Valuing All Languages in Europe

 "Furthering mutual understanding between citizens, whose diverse  linguistic and cultural traditions are a source of mutual enrichment."


Project description

Context |

Aims and Objectives |


Action Plan |


Download project description in
pdf format

Download project description in pdf format

Download project
flyer in
pdf format

Download project flyer in pdf format



The mission statement of the ECML recognises that

to achieve better European integration, important prerequisites are the improvement of communication […] and furthering mutual understanding between citizens, whose diverse linguistic and cultural traditions are a source of mutual enrichment.

The recognition that linguistic diversity is a valuable asset is the starting point for this proposal, which focuses on Europe's community languages. The term 'community languages' is used here to refer to languages other than those which have formal national status. In other words, these include:

  • the languages of recently established or migrant communities such as Polish in the UK, Turkish in the Netherlands, Arabic in Spain;
  • languages spoken across Europe, such as Yiddish or Romani;
  • the various sign languages used in Europe;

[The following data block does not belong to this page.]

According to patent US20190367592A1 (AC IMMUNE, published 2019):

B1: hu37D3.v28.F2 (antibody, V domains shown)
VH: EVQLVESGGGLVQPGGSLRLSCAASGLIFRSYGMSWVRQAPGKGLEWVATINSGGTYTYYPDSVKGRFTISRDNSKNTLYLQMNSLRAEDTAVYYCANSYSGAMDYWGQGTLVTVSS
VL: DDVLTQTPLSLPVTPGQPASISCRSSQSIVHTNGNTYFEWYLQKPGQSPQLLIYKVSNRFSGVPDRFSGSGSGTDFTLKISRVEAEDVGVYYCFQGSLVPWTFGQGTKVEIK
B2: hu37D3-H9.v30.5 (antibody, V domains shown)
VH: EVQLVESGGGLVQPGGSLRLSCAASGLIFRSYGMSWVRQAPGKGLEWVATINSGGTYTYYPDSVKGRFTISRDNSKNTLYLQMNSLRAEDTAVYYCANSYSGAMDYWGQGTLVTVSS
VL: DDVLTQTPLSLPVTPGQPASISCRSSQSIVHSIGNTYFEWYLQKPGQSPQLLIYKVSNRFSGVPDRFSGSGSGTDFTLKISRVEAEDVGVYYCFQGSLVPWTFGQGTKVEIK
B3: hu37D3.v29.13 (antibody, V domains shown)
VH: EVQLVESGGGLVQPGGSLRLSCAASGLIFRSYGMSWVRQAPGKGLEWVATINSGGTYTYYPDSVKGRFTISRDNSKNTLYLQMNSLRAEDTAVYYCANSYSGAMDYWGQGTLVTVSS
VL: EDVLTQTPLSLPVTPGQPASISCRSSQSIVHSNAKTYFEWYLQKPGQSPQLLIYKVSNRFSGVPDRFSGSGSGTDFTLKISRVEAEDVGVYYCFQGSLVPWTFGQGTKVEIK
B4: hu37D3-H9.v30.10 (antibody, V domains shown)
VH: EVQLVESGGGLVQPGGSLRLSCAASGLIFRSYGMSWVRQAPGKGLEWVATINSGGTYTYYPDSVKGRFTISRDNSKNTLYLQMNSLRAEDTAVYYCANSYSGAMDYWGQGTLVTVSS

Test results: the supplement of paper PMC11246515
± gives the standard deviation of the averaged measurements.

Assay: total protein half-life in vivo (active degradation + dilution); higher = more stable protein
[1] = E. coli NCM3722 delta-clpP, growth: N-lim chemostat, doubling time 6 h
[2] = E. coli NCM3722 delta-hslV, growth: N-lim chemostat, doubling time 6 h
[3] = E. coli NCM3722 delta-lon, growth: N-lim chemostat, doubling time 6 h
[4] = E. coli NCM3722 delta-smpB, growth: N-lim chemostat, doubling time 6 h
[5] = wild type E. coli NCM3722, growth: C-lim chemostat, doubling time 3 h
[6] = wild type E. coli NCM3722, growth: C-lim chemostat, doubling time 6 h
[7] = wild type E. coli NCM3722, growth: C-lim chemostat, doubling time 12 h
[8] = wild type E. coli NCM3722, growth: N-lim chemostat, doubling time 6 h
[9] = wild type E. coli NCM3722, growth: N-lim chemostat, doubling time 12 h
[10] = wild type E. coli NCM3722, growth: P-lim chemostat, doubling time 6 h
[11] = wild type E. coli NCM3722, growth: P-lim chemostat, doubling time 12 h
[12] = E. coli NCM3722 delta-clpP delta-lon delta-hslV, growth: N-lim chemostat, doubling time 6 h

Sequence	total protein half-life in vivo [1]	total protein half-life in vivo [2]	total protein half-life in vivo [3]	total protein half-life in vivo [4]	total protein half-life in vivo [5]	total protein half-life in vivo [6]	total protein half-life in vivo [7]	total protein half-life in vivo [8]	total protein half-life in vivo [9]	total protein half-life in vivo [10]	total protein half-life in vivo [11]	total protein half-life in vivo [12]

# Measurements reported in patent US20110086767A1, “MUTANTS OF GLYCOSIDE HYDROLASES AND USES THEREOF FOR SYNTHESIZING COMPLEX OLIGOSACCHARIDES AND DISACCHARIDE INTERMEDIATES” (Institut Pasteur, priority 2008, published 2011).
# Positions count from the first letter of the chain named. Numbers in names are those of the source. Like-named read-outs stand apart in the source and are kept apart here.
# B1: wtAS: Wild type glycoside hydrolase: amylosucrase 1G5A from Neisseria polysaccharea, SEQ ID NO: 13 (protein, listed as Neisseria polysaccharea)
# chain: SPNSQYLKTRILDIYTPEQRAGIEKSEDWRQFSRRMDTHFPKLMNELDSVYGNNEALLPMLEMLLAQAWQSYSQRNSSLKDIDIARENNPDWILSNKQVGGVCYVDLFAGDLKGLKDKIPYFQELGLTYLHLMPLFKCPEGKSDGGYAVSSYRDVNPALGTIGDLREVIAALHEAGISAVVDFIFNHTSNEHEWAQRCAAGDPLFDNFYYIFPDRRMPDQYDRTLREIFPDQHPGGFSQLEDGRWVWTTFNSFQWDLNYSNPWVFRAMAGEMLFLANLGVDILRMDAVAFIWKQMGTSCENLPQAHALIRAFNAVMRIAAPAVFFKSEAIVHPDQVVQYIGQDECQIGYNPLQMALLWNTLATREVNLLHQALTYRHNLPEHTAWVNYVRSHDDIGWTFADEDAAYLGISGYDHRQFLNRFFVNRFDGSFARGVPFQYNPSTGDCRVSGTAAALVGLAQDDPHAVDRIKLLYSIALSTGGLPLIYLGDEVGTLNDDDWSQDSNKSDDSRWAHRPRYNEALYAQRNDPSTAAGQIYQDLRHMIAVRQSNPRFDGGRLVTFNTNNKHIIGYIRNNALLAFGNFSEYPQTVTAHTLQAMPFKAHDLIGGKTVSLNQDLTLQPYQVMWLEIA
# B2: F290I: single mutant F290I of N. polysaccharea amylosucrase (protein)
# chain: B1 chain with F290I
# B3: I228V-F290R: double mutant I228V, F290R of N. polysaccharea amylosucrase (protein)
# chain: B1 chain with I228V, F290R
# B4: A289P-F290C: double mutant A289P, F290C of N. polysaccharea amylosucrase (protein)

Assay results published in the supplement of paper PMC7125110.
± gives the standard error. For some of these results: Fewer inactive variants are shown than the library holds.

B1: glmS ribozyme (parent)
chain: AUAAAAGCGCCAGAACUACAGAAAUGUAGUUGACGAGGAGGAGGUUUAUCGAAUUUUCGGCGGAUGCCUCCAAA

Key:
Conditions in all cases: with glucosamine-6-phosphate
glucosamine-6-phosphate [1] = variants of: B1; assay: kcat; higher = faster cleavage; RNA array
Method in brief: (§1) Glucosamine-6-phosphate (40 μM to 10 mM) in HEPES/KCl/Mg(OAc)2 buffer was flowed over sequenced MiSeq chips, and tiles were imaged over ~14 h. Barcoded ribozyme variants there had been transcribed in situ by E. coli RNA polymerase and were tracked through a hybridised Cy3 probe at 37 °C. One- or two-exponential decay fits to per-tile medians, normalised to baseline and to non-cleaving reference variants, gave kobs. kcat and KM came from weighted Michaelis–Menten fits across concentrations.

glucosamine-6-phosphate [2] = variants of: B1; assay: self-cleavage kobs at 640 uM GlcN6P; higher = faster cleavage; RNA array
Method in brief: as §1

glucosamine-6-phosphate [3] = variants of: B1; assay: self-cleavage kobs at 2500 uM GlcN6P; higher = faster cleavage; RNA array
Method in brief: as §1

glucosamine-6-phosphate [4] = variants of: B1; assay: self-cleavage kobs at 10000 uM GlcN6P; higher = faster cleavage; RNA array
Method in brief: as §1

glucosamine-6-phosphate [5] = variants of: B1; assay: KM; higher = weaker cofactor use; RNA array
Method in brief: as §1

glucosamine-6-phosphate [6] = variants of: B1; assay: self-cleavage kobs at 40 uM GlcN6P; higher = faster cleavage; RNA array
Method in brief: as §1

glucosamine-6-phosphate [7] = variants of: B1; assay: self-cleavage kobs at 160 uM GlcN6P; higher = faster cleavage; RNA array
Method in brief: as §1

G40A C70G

• local languages of long-established communities such as Sorbian in Germany or Lithuanian in Poland.

These languages, like the various national languages of Europe, represent a rich resource both for the communities which speak them and for Europe as a whole.

Lo Bianco identifies six dimensions to such a resource: intellectual, cultural, economic, social, citizenship and rights. A community, a nation, or a larger collective which invests in all its languages is therefore likely to see:

  • enhanced intellectual and academic achievement of all children;
  • enriched cultural activities in all arts fields;
  • greatly increased possibilities for trade and investment;
  • heightened capacity to compete in the knowledge economy;
  • improved social services;
  • greater engagement in public life, and democratic practices;
  • better strategies to combat prejudice, promote tolerance and mutual understanding.

However, the resource which community languages represent is not always recognised. Consequently, provision to support the learning of these languages may not always be adequate to ensure that they thrive and that the resource can be exploited in these ways. In fact, the extent to which the potential of community languages is overlooked is such that little is currently known about the nature of current provision or its outcomes. This proposal therefore aims to redress the information gap by: mapping the kinds of formal and informal provision available for children of school age; describing, in broad terms, the outcomes of such provision; identifying existing 'good practice' in the field and also areas where further support is needed; and making recommendations for improvements to provision.


AIMS AND OBJECTIVES ______________________________

General aims
The overarching aim of this project is to raise awareness:

  • of the resource represented by the community languages spoken across Europe;
  • and of the potential to capitalise on this resource in intellectual, cultural, economic, social cohesion, citizenship and rights contexts.

Specific objectives
To achieve these general aims, we intend to collect more accurate information about provision, and through that process raise awareness of the benefits of this potential resource. Specifically, this project will: